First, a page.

In 2010, Margery McCanna left her 1920 French country style home to the North Dakota Museum of Art as an artist-in-residence house. This beautiful home sits on 10 acres of land 25 miles west of Grand Forks.
In 2014, a major storm went through (and wood peckers had their way with the cedar siding) damaging the property and taking out trees. Unfortunately, some of the trees hit portions of the house.
North Dakota Museum of Art has been working to repair the house and yard since then. Finally, the house is back in order. As they did not know when projects would be finalized, they did not fill the 2016 artist-in-residence schedule. There are openings in July and August.
The North Dakota Museum of Art is accepting residencies in writing, visual arts, and music. Due to the short notice NDMoA has waived the application fee.
North Dakota Museum of Art
About McCanna House:
North Dakota Museum of Art presents a unique opportunity with the McCanna House Artist-in-Residence Program. This retreat consists of a 1920’s farmhouse and large outlying steel building in the midst of the thriving farmland of the Red River Valley of Eastern North Dakota. While the residency affords no dedicated media specific facilities at this time, the open mutable space of the house, barn and grounds affords opportunity for the creation of work in many scales. The powerfully vast physical space of the Great Plains allows the imagination to run wild, with the close proximity to large scale agriculture drawing one into the cycles of growth and harvest. Out of this open horizon emerges a peace and presence of mind uniquely conducive to creativity and artistic shift.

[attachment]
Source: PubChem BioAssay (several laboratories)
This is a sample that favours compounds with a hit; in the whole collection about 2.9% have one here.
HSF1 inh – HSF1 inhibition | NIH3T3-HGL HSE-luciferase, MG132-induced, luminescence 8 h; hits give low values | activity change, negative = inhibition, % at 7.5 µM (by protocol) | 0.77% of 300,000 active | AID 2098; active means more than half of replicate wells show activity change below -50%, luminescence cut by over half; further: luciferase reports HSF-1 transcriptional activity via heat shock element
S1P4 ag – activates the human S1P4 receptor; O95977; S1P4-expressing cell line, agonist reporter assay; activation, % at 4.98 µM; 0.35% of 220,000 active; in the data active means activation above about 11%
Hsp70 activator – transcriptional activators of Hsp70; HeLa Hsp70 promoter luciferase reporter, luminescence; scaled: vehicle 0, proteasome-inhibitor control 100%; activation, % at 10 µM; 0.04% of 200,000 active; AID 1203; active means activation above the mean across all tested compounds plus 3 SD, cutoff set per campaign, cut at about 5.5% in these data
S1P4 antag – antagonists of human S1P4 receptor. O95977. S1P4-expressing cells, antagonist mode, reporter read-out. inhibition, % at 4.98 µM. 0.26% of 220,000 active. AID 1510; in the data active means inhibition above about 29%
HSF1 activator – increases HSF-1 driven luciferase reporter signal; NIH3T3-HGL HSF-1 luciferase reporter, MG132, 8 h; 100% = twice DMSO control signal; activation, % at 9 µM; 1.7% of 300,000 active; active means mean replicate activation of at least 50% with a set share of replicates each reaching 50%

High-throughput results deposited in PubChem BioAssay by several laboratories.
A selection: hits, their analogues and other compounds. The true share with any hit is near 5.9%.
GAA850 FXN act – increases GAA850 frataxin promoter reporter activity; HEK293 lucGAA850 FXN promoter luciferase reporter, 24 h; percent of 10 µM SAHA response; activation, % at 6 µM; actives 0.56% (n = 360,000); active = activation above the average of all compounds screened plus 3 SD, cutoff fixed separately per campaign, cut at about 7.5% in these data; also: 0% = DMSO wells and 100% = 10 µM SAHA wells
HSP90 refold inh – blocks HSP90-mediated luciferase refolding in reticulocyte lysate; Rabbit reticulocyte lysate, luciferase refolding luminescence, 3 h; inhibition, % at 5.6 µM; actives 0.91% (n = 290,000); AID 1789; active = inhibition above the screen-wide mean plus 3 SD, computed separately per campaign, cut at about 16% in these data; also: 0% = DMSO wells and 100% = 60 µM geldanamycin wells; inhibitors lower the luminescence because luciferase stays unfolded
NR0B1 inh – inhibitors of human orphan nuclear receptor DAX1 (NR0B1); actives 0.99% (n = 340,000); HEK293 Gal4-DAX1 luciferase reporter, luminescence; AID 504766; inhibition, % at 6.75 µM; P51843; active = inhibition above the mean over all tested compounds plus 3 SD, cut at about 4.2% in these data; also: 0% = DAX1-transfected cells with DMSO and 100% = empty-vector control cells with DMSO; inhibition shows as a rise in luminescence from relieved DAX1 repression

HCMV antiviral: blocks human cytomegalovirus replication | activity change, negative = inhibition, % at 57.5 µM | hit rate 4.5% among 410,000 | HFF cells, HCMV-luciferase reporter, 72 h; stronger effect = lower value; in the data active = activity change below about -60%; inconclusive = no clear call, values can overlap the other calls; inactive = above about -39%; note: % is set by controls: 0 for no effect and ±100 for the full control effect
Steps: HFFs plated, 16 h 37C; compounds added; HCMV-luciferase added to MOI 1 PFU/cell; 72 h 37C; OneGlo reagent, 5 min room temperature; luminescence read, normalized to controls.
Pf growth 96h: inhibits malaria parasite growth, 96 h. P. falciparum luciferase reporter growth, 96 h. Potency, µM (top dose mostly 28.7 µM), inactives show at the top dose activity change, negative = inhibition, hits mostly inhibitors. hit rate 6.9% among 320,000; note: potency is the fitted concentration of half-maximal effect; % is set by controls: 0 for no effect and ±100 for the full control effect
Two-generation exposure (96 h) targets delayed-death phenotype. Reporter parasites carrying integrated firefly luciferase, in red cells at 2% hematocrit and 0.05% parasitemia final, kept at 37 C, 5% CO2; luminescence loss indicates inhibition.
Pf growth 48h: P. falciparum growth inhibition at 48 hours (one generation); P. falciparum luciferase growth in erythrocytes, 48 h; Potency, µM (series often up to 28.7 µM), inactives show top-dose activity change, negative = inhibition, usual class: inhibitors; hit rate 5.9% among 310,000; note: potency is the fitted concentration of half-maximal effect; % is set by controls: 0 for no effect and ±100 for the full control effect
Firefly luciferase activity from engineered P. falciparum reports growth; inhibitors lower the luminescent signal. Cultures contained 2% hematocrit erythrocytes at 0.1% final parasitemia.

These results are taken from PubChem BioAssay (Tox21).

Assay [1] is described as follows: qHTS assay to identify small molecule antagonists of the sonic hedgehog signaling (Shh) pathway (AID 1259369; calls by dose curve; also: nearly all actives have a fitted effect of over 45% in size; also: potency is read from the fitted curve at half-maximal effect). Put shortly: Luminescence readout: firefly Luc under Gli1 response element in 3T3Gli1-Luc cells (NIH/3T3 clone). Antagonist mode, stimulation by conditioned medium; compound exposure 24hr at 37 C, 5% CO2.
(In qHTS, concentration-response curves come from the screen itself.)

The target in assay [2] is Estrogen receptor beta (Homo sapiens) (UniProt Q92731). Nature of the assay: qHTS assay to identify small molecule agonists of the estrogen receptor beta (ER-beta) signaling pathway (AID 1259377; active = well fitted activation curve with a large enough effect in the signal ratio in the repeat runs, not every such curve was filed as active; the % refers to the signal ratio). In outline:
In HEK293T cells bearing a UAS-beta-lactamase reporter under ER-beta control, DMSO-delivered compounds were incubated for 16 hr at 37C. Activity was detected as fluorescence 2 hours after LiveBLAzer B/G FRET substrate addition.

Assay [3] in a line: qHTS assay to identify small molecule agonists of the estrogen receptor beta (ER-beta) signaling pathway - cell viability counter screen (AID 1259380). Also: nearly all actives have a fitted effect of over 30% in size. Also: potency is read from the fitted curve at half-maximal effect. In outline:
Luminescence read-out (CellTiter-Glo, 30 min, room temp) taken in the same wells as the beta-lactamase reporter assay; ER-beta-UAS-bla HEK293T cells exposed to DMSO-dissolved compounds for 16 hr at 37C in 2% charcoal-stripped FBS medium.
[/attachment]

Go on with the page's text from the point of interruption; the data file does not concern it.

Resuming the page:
About the Artist Residency Program:
The residency consists of 3-5 week blocks of time layered throughout the operating year. Winter dictates that the house is only open from June 1st to the end of September. At this time in the evolution of the program, there will only be 1 to 3 individuals on the property at a time. While there are no expectations for the artist to complete finished work during the residency, a pair of presentations will let the local and museum communities know what the artist is working on/through/with…. Artists are asked only to use their time wisely, and be aware of the transformative potential of time spent there.